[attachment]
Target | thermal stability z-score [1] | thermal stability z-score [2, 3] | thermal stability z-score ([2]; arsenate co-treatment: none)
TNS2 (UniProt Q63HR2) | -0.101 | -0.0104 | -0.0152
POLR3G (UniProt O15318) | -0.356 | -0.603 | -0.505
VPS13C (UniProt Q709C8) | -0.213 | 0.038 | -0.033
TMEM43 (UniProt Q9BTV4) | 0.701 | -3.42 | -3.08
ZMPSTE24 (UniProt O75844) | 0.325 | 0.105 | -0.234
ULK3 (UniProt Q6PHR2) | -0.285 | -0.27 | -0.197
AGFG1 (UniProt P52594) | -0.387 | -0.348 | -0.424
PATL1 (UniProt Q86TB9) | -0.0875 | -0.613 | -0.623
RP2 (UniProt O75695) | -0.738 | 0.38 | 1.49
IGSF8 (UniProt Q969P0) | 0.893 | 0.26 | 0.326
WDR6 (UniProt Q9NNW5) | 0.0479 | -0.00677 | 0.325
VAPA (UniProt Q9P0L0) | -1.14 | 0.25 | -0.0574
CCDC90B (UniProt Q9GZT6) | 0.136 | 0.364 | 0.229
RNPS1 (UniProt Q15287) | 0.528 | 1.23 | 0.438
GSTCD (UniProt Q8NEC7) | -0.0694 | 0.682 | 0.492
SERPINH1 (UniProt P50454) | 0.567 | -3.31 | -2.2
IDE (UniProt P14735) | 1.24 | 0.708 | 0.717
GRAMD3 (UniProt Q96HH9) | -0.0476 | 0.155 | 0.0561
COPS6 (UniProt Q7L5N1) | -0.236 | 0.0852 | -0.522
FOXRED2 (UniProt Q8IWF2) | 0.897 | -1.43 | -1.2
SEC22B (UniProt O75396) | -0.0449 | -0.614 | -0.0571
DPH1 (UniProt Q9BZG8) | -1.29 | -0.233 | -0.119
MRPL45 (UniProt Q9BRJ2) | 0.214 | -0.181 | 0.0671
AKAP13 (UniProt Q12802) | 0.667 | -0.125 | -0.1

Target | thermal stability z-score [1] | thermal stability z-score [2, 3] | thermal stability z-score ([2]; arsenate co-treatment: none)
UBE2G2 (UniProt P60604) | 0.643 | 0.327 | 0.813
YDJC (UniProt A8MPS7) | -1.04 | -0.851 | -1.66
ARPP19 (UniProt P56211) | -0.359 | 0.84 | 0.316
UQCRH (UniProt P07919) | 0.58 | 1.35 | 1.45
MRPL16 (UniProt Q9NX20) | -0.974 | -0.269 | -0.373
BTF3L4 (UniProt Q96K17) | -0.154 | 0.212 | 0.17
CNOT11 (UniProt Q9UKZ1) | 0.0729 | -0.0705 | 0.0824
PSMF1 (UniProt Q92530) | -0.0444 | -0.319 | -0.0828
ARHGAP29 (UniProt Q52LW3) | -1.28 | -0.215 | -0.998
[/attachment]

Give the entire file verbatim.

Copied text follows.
Target | thermal stability z-score [1] | thermal stability z-score [2, 3] | thermal stability z-score ([2]; arsenate co-treatment: none)
TNS2 (UniProt Q63HR2) | -0.101 | -0.0104 | -0.0152
POLR3G (UniProt O15318) | -0.356 | -0.603 | -0.505
VPS13C (UniProt Q709C8) | -0.213 | 0.038 | -0.033
TMEM43 (UniProt Q9BTV4) | 0.701 | -3.42 | -3.08
ZMPSTE24 (UniProt O75844) | 0.325 | 0.105 | -0.234
ULK3 (UniProt Q6PHR2) | -0.285 | -0.27 | -0.197
AGFG1 (UniProt P52594) | -0.387 | -0.348 | -0.424
PATL1 (UniProt Q86TB9) | -0.0875 | -0.613 | -0.623
RP2 (UniProt O75695) | -0.738 | 0.38 | 1.49
IGSF8 (UniProt Q969P0) | 0.893 | 0.26 | 0.326
WDR6 (UniProt Q9NNW5) | 0.0479 | -0.00677 | 0.325
VAPA (UniProt Q9P0L0) | -1.14 | 0.25 | -0.0574
CCDC90B (UniProt Q9GZT6) | 0.136 | 0.364 | 0.229
RNPS1 (UniProt Q15287) | 0.528 | 1.23 | 0.438
GSTCD (UniProt Q8NEC7) | -0.0694 | 0.682 | 0.492
SERPINH1 (UniProt P50454) | 0.567 | -3.31 | -2.2
IDE (UniProt P14735) | 1.24 | 0.708 | 0.717
GRAMD3 (UniProt Q96HH9) | -0.0476 | 0.155 | 0.0561
COPS6 (UniProt Q7L5N1) | -0.236 | 0.0852 | -0.522
FOXRED2 (UniProt Q8IWF2) | 0.897 | -1.43 | -1.2
SEC22B (UniProt O75396) | -0.0449 | -0.614 | -0.0571
DPH1 (UniProt Q9BZG8) | -1.29 | -0.233 | -0.119
MRPL45 (UniProt Q9BRJ2) | 0.214 | -0.181 | 0.0671
AKAP13 (UniProt Q12802) | 0.667 | -0.125 | -0.1

Target | thermal stability z-score [1] | thermal stability z-score [2, 3] | thermal stability z-score ([2]; arsenate co-treatment: none)
UBE2G2 (UniProt P60604) | 0.643 | 0.327 | 0.813
YDJC (UniProt A8MPS7) | -1.04 | -0.851 | -1.66
ARPP19 (UniProt P56211) | -0.359 | 0.84 | 0.316
UQCRH (UniProt P07919) | 0.58 | 1.35 | 1.45
MRPL16 (UniProt Q9NX20) | -0.974 | -0.269 | -0.373
BTF3L4 (UniProt Q96K17) | -0.154 | 0.212 | 0.17
CNOT11 (UniProt Q9UKZ1) | 0.0729 | -0.0705 | 0.0824
PSMF1 (UniProt Q92530) | -0.0444 | -0.319 | -0.0828
ARHGAP29 (UniProt Q52LW3) | -1.28 | -0.215 | -0.998